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Kentucky Press News Service
FRANKFORT – State Auditor Adan Edelen Wednesday unveiled a public database and accompanying report that show special taxing districts generate $2.7 billion a year - a situation Edelen is calling Kentucky’s “ghost government.”
The auditor’s office identified more than 1,200 special districts - unelected entities such as libraries, sanitation districts and public health departments - that have the ability to fee and tax but operate with little oversight and accountability, according to a news release from Edelen’s office.
“It is a scandal that for generations no Kentuckian has been able to determine how many special districts exist, how much money flows through them, where they are located and whether they are compliant with state law,” Edelen said in a statement.
The Citizen Auditor Initiative database and “Ghost Government: A report on special districts in Kentucky” were the results of a six-month effort to survey known districts.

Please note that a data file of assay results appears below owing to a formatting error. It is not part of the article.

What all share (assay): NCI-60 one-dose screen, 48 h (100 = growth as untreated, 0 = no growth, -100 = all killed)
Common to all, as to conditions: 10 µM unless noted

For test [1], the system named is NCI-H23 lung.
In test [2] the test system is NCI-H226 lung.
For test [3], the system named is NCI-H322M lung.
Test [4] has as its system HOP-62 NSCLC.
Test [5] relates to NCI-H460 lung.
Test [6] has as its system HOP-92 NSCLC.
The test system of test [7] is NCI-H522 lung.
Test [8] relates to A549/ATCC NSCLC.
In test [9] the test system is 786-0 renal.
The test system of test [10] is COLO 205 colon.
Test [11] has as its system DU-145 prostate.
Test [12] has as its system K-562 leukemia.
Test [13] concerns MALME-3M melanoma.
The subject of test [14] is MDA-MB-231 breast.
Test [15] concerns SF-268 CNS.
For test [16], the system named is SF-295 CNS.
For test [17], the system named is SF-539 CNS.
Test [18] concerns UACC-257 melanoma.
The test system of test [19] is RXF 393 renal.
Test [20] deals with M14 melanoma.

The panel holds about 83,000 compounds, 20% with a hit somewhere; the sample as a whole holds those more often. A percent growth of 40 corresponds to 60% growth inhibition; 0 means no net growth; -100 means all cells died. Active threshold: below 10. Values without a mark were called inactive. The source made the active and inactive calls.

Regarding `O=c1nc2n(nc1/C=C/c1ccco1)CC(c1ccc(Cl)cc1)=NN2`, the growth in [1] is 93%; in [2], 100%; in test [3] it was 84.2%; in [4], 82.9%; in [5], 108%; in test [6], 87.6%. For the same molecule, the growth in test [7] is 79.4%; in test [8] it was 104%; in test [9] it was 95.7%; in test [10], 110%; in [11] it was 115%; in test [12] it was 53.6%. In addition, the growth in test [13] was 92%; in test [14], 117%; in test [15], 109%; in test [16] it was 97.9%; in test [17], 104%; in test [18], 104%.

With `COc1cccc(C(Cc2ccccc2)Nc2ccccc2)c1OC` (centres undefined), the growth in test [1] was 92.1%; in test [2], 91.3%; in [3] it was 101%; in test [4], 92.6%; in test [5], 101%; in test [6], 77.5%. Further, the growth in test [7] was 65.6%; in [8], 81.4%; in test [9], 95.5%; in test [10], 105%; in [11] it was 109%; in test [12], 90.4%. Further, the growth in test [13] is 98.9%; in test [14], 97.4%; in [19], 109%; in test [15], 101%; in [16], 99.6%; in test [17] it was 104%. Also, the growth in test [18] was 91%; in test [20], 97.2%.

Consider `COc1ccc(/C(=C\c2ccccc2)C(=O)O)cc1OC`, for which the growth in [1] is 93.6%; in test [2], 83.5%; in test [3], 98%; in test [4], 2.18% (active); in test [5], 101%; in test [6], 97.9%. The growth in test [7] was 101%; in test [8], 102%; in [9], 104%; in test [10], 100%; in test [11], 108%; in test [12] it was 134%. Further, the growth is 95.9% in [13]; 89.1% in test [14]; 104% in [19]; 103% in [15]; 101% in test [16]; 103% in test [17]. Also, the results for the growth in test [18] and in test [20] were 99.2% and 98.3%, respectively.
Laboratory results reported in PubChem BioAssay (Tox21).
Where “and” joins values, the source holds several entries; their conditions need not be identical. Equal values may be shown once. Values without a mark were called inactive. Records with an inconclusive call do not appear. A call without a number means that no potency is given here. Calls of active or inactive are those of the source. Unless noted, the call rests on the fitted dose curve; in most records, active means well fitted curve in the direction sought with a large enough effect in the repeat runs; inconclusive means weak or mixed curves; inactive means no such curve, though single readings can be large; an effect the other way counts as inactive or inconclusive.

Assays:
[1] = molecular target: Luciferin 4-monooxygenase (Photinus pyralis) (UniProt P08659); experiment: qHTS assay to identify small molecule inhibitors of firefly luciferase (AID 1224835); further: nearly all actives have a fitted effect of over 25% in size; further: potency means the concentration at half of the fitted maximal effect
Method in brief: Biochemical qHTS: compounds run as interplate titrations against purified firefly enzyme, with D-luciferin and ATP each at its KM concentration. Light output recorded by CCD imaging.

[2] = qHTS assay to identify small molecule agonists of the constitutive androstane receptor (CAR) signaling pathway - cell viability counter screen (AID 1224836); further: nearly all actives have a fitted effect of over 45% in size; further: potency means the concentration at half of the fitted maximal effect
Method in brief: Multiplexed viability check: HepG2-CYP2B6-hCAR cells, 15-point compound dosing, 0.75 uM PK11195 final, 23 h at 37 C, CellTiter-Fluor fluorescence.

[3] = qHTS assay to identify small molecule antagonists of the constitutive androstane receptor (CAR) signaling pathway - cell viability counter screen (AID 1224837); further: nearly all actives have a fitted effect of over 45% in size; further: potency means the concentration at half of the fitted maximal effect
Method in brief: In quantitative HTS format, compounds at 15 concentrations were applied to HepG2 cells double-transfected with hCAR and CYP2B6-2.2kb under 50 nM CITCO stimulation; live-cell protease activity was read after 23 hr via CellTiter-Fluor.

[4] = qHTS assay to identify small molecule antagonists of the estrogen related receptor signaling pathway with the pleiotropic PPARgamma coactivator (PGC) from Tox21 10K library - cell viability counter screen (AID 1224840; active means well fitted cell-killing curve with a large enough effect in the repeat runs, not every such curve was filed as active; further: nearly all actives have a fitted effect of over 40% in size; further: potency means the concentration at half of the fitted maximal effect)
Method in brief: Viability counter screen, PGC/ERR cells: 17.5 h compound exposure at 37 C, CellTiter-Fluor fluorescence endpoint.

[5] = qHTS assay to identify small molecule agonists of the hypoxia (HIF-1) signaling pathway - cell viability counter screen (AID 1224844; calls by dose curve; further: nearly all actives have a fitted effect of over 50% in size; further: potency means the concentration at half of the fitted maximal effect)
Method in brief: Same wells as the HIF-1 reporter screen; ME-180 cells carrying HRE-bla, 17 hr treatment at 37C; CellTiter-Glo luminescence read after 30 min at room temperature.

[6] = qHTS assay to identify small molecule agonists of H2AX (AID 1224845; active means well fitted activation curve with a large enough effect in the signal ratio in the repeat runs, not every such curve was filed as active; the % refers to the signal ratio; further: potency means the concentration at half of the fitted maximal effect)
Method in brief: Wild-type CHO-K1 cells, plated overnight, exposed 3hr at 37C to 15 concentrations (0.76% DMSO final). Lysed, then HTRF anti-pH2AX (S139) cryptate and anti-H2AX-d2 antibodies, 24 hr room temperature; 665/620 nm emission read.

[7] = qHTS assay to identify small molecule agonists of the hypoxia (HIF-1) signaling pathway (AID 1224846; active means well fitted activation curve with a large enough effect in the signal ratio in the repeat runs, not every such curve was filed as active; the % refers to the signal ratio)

The effort found that special districts collect $1.5 billion in taxes and fees and another $1 billion in grants, corporate sponsorships and fundraising. In all but three counties, taxpayers pay more to special districts in property taxes than to their county governments, the report said.
And special districts hold $1.3 billion in reserves - twice the contingency funds of all 174 school districts.
Edelen’s report found that the current system treats special districts that comply with state law the same way as those operating outside it.
The status quo, the report said, is a muddled mass of laws, classifications, uncertain responsibilities, confusing mandates and no meaningful tools to compel compliance, the news release said.
“This is a really significant service to the public interest,
Richard Beliles, executive director of Common Cause of Kentucky, said in a news release. “This is a major, major improvement in government for the people.”
The full report can be found on the state auditor’s website: http://auditor.ky.gov.